The other day we mentioned that Equality Texas and The Equality Network of Oklahoma are hosting a joint fundraiser/watch party at the Brick in Dallas during Saturday’s Texas-Oklahoma football game. But regardless of whether the Sooners prevail on the gridiron, it looks like the Equality Network will be celebrating a victory (and no, we’re not referring to Thursday night’s dramatic comeback win by Oklahoma State over Texas A&M). On Tuesday, the city council in Norman, which is home to OU, voted 7-1 to declare October as GLBT history month in the city. It may not sound like a very big deal, but in a state that’s home to politicians like Sally Kern, it’s progress. According to The Oklahoman, one councilmember said he received messages on his answering machine that “threatened [his] livelihood” if he supported the proposal. And about 100 people attended Tuesday’s meeting, with about half supporting the proposal and half opposing it. Here’s a report from The Equality Network:
Norman City Council Makes Historic Vote
September 30, 2010 – Norman, Oklahoma – On Tuesday evening, after four hours of impassioned debate, the Norman City Council voted 7 to 1 to declare October LGBT history month. The vote makes Norman the first municipality in the state to issue an offical proclamation honoring the historic contributions of lesbian, gay, bisexual, and transgender (LGBT) people.
The vigorous discussion included citizens with wildly divergent opinions on LGBT equality. When faced with the final vote, many councilors attested to the galvanizing effect that being bombarded by sometimes vitriolic anti-gay sentiment had upon them. Doug Cubberley, the councilor representing Ward 7, expressed concern that while his district was evenly split on whether or not to support the declaration, he felt morally compelled to support it. His colleague from Ward 6, James Griffith, asserted that while he had been intitially inclined to oppose the resolution, constituent feedback changed his mind. Griffith admitted that he had not known that an Oklahoma citizen can still be legally fired from his or her job or evicted from a rented property solely on the basis of sexual orientation. Mayor Cindy Rosenthal added her strong support for the LGBT History Month proclamation. Councilor Dan Quinn, representing Ward 8, cast the lone dissenting vote.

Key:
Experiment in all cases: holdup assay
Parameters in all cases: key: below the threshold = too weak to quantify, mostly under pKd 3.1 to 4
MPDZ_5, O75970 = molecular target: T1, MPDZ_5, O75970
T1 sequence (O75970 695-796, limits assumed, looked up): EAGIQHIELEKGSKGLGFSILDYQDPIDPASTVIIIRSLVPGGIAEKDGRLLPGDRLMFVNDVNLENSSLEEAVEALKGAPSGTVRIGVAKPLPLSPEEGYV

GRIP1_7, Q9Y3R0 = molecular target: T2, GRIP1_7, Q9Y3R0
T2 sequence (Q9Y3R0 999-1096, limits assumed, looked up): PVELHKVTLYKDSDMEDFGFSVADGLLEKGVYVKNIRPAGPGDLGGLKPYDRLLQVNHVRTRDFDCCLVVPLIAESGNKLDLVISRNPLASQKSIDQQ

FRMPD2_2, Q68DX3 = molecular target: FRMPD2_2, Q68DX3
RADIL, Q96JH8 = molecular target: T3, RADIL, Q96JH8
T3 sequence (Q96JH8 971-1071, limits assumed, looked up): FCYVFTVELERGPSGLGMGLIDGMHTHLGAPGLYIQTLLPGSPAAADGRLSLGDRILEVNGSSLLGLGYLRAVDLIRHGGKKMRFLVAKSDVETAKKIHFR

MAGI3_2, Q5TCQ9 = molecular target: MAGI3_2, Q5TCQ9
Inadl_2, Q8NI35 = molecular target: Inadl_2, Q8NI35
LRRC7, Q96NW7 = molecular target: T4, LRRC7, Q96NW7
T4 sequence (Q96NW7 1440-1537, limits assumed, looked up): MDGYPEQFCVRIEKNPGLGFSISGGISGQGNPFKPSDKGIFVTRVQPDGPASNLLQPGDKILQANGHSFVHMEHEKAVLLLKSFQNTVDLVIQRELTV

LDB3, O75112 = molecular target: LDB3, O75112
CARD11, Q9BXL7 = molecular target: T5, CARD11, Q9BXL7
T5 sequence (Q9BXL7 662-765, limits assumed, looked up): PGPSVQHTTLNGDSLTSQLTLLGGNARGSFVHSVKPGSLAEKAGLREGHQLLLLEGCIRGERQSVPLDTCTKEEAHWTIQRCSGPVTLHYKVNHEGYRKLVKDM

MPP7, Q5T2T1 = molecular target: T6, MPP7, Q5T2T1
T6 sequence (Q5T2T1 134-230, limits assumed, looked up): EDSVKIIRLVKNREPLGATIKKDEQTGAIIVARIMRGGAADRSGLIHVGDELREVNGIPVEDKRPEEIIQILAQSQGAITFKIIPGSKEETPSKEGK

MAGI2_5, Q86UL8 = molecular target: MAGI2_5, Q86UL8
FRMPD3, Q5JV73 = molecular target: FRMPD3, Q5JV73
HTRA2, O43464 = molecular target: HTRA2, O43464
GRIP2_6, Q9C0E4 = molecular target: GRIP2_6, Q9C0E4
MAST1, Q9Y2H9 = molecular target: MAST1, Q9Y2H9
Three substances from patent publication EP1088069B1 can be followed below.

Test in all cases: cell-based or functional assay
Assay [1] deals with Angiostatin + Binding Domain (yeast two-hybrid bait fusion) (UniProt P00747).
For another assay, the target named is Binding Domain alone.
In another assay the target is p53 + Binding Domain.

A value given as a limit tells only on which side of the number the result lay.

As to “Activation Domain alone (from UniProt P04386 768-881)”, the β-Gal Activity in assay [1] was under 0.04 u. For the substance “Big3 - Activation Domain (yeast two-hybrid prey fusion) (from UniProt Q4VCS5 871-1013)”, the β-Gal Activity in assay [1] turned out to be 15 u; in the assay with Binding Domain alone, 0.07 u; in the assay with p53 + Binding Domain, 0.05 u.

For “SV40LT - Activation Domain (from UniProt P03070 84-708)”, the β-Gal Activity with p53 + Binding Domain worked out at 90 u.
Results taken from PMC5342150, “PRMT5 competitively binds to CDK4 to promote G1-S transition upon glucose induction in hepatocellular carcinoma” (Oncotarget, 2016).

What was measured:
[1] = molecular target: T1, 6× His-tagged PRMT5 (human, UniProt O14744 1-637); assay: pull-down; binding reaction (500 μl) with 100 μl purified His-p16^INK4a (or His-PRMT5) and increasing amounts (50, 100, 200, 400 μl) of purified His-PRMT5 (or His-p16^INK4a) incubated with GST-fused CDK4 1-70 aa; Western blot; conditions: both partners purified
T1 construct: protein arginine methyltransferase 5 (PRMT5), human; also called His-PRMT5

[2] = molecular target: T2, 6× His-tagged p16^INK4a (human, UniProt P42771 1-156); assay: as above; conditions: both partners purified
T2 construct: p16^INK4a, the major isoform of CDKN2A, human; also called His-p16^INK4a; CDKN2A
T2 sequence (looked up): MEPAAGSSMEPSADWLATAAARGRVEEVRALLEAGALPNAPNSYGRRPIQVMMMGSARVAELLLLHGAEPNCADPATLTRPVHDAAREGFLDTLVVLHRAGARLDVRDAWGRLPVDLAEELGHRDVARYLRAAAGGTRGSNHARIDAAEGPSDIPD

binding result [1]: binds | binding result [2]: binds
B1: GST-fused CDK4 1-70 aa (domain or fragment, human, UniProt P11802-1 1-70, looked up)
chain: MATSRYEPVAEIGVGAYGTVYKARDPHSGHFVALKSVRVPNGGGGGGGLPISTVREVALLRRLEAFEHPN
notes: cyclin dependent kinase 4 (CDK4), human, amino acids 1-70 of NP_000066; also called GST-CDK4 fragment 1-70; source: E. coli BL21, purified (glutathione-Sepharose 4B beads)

“We are very inspired by tonight’s overwhelming recognition of the invaluable and vibrant role of LGBT people in our nation’s history. With this vote, the Norman City Council honors that rich legacy and makes a powerful statement about inclusivity and fairness in our state.” asserted Kathy L. Williams, Ph.D., president of The Equality Network.
A full text of the LGBT History Month proclamation can be found here.